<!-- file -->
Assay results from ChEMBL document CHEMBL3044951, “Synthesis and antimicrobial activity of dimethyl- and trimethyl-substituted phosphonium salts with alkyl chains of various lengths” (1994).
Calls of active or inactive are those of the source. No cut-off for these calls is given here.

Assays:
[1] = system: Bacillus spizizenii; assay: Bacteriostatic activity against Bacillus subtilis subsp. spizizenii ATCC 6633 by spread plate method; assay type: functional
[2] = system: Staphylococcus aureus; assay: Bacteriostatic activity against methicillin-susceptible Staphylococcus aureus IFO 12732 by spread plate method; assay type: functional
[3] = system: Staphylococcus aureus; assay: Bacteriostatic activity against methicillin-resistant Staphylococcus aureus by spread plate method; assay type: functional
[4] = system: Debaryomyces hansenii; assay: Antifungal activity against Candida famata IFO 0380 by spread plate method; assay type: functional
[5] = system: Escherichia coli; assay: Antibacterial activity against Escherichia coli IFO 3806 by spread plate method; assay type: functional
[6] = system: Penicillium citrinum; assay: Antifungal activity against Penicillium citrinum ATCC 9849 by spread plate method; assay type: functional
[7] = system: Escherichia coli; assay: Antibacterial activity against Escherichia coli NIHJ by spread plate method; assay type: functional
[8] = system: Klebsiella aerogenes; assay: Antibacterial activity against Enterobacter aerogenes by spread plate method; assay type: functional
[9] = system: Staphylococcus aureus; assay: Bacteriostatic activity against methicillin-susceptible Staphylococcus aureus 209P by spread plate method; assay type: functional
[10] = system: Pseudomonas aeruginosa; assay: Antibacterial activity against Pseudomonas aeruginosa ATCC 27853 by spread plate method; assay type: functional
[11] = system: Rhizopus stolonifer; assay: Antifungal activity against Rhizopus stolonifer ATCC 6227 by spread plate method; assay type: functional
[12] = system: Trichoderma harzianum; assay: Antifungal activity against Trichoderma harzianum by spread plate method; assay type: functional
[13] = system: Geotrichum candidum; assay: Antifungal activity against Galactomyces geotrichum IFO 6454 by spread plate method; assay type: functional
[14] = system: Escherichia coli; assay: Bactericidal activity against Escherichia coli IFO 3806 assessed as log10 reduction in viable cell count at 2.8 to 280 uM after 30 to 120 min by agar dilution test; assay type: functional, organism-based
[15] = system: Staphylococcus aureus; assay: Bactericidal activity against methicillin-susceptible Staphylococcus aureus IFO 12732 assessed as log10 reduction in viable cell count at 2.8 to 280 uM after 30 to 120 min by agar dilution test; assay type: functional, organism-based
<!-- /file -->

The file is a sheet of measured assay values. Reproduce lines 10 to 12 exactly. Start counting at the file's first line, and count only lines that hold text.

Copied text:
[7] = system: Escherichia coli; assay: Antibacterial activity against Escherichia coli NIHJ by spread plate method; assay type: functional
[8] = system: Klebsiella aerogenes; assay: Antibacterial activity against Enterobacter aerogenes by spread plate method; assay type: functional
[9] = system: Staphylococcus aureus; assay: Bacteriostatic activity against methicillin-susceptible Staphylococcus aureus 209P by spread plate method; assay type: functional